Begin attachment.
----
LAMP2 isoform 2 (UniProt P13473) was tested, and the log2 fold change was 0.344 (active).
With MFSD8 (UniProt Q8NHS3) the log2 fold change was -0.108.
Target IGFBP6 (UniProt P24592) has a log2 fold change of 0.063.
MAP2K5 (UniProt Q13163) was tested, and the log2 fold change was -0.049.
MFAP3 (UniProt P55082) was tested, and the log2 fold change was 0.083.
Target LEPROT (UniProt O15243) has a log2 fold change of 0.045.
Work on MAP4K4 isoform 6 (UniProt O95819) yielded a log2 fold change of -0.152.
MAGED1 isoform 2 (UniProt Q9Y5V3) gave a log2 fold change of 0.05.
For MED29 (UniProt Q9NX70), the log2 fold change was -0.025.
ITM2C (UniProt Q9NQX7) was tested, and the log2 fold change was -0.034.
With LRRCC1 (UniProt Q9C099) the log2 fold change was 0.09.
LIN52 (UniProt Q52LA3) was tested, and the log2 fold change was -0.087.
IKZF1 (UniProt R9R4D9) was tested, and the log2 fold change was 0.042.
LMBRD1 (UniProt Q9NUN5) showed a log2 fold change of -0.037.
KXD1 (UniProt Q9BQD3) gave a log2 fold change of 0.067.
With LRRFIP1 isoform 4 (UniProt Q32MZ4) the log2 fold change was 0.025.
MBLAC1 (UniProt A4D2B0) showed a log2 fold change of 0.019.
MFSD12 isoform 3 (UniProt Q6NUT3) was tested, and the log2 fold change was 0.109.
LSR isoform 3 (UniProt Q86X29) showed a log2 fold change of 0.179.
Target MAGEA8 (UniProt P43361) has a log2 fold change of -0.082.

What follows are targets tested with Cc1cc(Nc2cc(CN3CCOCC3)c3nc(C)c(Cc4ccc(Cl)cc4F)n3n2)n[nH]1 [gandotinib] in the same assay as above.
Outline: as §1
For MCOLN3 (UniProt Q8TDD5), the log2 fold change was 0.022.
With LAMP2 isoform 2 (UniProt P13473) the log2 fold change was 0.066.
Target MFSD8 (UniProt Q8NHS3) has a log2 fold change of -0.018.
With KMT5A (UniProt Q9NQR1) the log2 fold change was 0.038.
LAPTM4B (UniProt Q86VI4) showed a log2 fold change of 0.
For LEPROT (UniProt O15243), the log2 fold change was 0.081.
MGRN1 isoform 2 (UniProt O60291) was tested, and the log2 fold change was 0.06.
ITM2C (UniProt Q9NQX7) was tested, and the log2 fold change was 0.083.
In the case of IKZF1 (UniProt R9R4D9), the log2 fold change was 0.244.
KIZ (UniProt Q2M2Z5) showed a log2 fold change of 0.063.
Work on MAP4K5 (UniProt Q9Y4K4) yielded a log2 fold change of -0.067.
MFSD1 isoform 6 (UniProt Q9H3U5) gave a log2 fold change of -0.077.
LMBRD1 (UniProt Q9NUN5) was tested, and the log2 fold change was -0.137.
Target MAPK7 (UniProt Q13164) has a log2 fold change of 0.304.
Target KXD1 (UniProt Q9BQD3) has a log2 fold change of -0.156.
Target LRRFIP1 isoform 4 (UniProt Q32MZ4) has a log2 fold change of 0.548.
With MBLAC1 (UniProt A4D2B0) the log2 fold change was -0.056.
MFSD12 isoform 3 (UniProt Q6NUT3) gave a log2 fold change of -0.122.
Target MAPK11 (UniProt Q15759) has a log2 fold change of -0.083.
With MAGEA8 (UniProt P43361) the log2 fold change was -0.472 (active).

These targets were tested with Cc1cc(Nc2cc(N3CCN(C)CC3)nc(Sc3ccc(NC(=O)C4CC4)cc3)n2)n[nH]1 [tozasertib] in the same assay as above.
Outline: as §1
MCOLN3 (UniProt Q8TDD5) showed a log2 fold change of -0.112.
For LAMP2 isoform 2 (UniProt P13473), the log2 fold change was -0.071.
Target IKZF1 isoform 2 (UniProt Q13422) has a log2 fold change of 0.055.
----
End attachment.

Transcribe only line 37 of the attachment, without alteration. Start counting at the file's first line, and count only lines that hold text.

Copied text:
Target KXD1 (UniProt Q9BQD3) has a log2 fold change of -0.156.